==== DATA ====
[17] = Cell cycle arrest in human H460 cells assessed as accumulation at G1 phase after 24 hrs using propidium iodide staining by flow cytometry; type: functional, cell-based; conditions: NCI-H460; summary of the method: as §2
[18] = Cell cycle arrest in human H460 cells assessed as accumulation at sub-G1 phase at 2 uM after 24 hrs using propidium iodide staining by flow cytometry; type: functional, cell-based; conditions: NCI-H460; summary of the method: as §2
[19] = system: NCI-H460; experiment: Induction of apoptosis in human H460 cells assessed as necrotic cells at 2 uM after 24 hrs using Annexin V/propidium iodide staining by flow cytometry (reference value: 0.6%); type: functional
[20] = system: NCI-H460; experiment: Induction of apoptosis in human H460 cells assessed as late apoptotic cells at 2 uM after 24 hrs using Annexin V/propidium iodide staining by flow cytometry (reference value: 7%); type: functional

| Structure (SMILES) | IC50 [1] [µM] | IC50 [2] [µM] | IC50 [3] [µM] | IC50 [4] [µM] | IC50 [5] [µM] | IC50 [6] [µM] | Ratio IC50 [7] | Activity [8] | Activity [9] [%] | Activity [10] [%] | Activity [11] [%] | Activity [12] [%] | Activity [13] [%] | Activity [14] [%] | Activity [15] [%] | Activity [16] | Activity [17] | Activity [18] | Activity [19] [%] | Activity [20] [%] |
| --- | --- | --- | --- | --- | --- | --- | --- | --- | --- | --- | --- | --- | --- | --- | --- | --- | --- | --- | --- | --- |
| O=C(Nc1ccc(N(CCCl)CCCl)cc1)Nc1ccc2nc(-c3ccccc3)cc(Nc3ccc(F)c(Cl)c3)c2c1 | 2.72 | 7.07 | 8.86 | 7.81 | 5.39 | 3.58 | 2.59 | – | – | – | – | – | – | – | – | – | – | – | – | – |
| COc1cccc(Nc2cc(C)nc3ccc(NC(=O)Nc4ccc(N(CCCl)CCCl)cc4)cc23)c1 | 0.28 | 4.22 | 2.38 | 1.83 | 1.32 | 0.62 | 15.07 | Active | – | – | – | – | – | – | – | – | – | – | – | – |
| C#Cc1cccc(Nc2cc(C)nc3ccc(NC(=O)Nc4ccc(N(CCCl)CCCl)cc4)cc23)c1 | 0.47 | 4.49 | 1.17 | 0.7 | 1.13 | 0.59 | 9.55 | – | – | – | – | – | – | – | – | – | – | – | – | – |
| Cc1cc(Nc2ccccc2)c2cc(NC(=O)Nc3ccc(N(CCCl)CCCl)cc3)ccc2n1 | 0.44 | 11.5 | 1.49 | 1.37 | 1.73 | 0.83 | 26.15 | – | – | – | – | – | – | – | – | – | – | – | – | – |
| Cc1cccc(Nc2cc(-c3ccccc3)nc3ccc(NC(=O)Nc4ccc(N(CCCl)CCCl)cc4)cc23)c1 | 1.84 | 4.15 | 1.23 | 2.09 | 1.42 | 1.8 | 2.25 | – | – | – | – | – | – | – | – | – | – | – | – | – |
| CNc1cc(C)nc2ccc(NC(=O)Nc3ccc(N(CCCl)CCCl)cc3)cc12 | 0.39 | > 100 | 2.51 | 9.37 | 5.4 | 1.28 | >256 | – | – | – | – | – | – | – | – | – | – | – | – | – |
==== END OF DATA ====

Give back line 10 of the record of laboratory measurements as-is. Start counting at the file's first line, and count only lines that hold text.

| Cc1cc(Nc2ccccc2)c2cc(NC(=O)Nc3ccc(N(CCCl)CCCl)cc3)ccc2n1 | 0.44 | 11.5 | 1.49 | 1.37 | 1.73 | 0.83 | 26.15 | – | – | – | – | – | – | – | – | – | – | – | – | – |